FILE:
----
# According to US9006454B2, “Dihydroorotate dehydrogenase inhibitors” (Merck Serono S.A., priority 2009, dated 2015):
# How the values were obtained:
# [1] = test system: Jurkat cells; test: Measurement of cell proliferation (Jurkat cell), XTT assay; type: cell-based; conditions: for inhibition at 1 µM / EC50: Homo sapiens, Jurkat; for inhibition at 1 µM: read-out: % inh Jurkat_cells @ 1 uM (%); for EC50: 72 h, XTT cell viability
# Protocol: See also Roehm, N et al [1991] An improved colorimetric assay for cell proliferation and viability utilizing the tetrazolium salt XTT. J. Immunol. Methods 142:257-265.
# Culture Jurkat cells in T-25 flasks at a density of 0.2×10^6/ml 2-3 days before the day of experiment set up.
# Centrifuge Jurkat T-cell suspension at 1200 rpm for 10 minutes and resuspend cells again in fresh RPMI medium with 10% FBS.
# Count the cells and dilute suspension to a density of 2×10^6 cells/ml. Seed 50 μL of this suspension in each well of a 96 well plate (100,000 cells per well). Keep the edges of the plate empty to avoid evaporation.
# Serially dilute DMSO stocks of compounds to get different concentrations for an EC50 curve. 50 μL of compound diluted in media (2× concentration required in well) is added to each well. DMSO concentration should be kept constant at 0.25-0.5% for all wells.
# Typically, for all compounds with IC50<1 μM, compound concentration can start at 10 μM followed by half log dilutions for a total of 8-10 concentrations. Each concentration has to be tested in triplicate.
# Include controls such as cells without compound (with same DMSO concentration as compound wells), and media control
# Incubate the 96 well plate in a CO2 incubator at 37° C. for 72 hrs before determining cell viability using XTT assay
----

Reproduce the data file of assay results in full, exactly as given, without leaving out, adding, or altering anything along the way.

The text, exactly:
# According to US9006454B2, “Dihydroorotate dehydrogenase inhibitors” (Merck Serono S.A., priority 2009, dated 2015):
# How the values were obtained:
# [1] = test system: Jurkat cells; test: Measurement of cell proliferation (Jurkat cell), XTT assay; type: cell-based; conditions: for inhibition at 1 µM / EC50: Homo sapiens, Jurkat; for inhibition at 1 µM: read-out: % inh Jurkat_cells @ 1 uM (%); for EC50: 72 h, XTT cell viability
# Protocol: See also Roehm, N et al [1991] An improved colorimetric assay for cell proliferation and viability utilizing the tetrazolium salt XTT. J. Immunol. Methods 142:257-265.
# Culture Jurkat cells in T-25 flasks at a density of 0.2×10^6/ml 2-3 days before the day of experiment set up.
# Centrifuge Jurkat T-cell suspension at 1200 rpm for 10 minutes and resuspend cells again in fresh RPMI medium with 10% FBS.
# Count the cells and dilute suspension to a density of 2×10^6 cells/ml. Seed 50 μL of this suspension in each well of a 96 well plate (100,000 cells per well). Keep the edges of the plate empty to avoid evaporation.
# Serially dilute DMSO stocks of compounds to get different concentrations for an EC50 curve. 50 μL of compound diluted in media (2× concentration required in well) is added to each well. DMSO concentration should be kept constant at 0.25-0.5% for all wells.
# Typically, for all compounds with IC50<1 μM, compound concentration can start at 10 μM followed by half log dilutions for a total of 8-10 concentrations. Each concentration has to be tested in triplicate.
# Include controls such as cells without compound (with same DMSO concentration as compound wells), and media control
# Incubate the 96 well plate in a CO2 incubator at 37° C. for 72 hrs before determining cell viability using XTT assay